and protection of antibiotics in the hospital as a whole.

Now I’m working alongside my Senior Preceptor, who is the manager of Clinical Pharmacy Services and Medication Safety. Together we are working on one of the many audits I have been involved in so far. This time, the focus is on the clinical and administrative accuracy of discharge prescriptions. Audits seem to be a win-win for the preceptor and the pharmacy student. Students can allocate more time to them, whilst they also provide a great opportunity for learning. They can have a big impact, highlighting areas which need to be refined to enhance the patient experience.

In terms of what the next few months will look like for me, I have a three-week slot in the aseptics unit coming up in the summer. I’m looking forward to doing some hands-on work and understanding of compounding medicines such as chemotherapy. But first, I’m working alongside clinical pharmacists up on the wards. I’ll be regularly switching between different pharmacists and wards. I think my experience on placement so far will enable me to extract the absolute most from this experience. It’s important to have a solid understanding on how the pharmacy department works in the hospital, and I think it’s easy to underestimate the complexity of the workflow. I hope I’ll be able to make some genuine contributions!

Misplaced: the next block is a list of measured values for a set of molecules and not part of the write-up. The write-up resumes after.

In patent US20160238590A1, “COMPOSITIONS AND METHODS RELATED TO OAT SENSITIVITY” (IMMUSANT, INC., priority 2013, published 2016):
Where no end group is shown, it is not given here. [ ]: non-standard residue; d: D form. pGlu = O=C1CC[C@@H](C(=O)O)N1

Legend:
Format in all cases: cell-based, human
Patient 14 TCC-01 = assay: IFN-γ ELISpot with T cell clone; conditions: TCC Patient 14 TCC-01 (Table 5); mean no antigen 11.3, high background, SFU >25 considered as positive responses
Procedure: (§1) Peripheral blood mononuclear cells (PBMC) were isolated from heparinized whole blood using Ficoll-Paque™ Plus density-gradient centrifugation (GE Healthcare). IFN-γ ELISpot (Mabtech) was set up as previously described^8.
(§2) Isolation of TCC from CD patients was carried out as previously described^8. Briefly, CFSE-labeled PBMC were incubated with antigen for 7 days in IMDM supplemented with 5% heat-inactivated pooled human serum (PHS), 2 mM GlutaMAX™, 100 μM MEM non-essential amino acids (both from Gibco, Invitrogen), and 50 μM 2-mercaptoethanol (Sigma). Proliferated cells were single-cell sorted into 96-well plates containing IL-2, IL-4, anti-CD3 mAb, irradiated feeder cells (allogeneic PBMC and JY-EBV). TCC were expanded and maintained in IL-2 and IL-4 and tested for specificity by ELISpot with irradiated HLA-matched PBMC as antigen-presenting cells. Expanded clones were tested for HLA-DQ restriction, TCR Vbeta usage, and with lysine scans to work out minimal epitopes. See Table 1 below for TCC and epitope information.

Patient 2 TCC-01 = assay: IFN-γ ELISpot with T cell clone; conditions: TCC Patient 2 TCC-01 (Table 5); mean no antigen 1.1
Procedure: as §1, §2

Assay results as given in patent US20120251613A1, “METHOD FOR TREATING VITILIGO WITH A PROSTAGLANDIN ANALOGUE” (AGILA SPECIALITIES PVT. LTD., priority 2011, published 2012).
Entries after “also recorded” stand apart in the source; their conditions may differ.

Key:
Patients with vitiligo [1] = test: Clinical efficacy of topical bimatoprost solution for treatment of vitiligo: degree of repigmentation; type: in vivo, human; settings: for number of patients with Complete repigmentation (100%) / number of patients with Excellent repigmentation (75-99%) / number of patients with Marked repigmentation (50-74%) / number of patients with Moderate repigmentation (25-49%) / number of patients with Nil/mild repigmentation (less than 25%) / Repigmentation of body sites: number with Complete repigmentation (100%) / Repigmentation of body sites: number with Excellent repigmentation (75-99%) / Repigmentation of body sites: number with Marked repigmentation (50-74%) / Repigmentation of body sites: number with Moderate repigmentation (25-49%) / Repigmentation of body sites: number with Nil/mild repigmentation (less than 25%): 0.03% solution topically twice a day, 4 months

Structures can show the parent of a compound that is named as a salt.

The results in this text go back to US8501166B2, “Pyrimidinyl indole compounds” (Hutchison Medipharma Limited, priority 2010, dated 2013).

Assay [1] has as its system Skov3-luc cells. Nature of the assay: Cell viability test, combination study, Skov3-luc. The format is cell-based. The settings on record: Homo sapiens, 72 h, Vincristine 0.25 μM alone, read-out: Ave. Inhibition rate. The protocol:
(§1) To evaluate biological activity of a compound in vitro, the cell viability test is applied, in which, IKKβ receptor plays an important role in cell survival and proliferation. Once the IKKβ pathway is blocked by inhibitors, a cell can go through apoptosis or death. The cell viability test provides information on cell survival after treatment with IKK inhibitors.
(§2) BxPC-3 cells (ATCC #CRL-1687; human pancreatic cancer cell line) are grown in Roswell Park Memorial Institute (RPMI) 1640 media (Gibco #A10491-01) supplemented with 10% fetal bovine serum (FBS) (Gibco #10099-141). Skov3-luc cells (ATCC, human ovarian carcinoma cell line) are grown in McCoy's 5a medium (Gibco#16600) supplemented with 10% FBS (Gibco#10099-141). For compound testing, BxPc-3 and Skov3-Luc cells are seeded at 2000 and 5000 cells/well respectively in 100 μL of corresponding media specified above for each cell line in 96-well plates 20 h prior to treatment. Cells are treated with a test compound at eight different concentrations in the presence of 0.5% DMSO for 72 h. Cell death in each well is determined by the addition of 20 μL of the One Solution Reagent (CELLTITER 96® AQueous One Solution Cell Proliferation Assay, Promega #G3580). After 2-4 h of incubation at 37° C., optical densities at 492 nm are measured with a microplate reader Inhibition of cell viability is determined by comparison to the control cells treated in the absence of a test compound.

Arranging a 5th Year placement can be challenging. As a Senior Preceptor, you have a responsibility to ensure the most comprehensive experience of Hospital Pharmacy possible. This involves giving the student exposure to learn experientially within all specialities as well as some exposure to the wider hospital and multidisciplinary working.

I find working with a competency document and pre-planned timetable, with sections aligned to the broader APPEL competencies, provides a good base for the 8-month placement. Prior to the placement, the timetable is populated with the student’s specific breaks and the first parts of the placement discussed

with the relevant teams. This is followed throughout and gives clarity to all involved. Of course, it may not always be possible to stick exactly to the timetable and occasionally, there may need to be some amendments, given the nature of the areas of work but these can be easily managed provided effectively communicated to the team.

Competency-based learning is particularly effective within the dispensary and within the clinical ward rotation. Setting standards to achieve week-by-week allows the student to show progression, especially within the 10-week clinical ward block. These allow consistency regardless of which clinical pharmacist is providing the training which is also important as it allows the training resource to be shared and develops the student to be a contributory member of the team at an early stage.